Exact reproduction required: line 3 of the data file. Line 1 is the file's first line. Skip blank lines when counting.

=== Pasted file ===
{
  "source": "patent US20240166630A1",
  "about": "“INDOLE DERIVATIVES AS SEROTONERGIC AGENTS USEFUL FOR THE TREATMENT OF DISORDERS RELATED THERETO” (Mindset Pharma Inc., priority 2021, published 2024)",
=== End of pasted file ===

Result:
  "about": "“INDOLE DERIVATIVES AS SEROTONERGIC AGENTS USEFUL FOR THE TREATMENT OF DISORDERS RELATED THERETO” (Mindset Pharma Inc., priority 2021, published 2024)",